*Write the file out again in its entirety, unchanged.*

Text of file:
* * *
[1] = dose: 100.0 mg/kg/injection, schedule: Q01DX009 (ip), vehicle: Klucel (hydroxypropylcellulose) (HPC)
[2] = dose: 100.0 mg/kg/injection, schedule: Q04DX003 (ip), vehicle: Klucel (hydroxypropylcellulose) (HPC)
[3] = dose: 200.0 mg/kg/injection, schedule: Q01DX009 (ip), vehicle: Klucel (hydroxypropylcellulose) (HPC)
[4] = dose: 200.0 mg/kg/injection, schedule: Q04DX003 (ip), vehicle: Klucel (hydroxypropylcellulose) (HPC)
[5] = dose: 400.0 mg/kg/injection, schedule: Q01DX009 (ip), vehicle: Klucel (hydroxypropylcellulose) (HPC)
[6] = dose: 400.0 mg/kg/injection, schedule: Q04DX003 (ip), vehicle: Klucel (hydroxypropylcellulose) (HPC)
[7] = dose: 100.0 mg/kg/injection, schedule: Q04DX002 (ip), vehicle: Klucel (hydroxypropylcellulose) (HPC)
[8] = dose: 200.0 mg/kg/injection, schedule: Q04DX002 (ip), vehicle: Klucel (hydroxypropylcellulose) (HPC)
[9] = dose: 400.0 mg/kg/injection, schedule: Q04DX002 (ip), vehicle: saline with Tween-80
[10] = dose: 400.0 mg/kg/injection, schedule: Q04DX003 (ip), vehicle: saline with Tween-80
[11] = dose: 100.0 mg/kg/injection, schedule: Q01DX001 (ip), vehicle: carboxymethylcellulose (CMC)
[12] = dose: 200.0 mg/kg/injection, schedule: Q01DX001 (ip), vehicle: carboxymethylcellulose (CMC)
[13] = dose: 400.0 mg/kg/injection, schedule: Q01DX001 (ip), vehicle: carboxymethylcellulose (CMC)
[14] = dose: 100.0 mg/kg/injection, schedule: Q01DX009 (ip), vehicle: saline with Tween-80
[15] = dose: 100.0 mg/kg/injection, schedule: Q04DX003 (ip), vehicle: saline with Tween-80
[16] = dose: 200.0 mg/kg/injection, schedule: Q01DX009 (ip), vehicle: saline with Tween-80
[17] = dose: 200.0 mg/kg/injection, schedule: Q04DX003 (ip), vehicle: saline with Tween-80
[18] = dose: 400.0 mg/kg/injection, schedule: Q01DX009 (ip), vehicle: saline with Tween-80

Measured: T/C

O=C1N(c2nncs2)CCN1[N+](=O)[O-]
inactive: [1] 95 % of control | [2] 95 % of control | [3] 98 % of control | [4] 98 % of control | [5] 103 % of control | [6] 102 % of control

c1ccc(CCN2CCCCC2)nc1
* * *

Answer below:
[1] = dose: 100.0 mg/kg/injection, schedule: Q01DX009 (ip), vehicle: Klucel (hydroxypropylcellulose) (HPC)
[2] = dose: 100.0 mg/kg/injection, schedule: Q04DX003 (ip), vehicle: Klucel (hydroxypropylcellulose) (HPC)
[3] = dose: 200.0 mg/kg/injection, schedule: Q01DX009 (ip), vehicle: Klucel (hydroxypropylcellulose) (HPC)
[4] = dose: 200.0 mg/kg/injection, schedule: Q04DX003 (ip), vehicle: Klucel (hydroxypropylcellulose) (HPC)
[5] = dose: 400.0 mg/kg/injection, schedule: Q01DX009 (ip), vehicle: Klucel (hydroxypropylcellulose) (HPC)
[6] = dose: 400.0 mg/kg/injection, schedule: Q04DX003 (ip), vehicle: Klucel (hydroxypropylcellulose) (HPC)
[7] = dose: 100.0 mg/kg/injection, schedule: Q04DX002 (ip), vehicle: Klucel (hydroxypropylcellulose) (HPC)
[8] = dose: 200.0 mg/kg/injection, schedule: Q04DX002 (ip), vehicle: Klucel (hydroxypropylcellulose) (HPC)
[9] = dose: 400.0 mg/kg/injection, schedule: Q04DX002 (ip), vehicle: saline with Tween-80
[10] = dose: 400.0 mg/kg/injection, schedule: Q04DX003 (ip), vehicle: saline with Tween-80
[11] = dose: 100.0 mg/kg/injection, schedule: Q01DX001 (ip), vehicle: carboxymethylcellulose (CMC)
[12] = dose: 200.0 mg/kg/injection, schedule: Q01DX001 (ip), vehicle: carboxymethylcellulose (CMC)
[13] = dose: 400.0 mg/kg/injection, schedule: Q01DX001 (ip), vehicle: carboxymethylcellulose (CMC)
[14] = dose: 100.0 mg/kg/injection, schedule: Q01DX009 (ip), vehicle: saline with Tween-80
[15] = dose: 100.0 mg/kg/injection, schedule: Q04DX003 (ip), vehicle: saline with Tween-80
[16] = dose: 200.0 mg/kg/injection, schedule: Q01DX009 (ip), vehicle: saline with Tween-80
[17] = dose: 200.0 mg/kg/injection, schedule: Q04DX003 (ip), vehicle: saline with Tween-80
[18] = dose: 400.0 mg/kg/injection, schedule: Q01DX009 (ip), vehicle: saline with Tween-80

Measured: T/C

O=C1N(c2nncs2)CCN1[N+](=O)[O-]
inactive: [1] 95 % of control | [2] 95 % of control | [3] 98 % of control | [4] 98 % of control | [5] 103 % of control | [6] 102 % of control

c1ccc(CCN2CCCCC2)nc1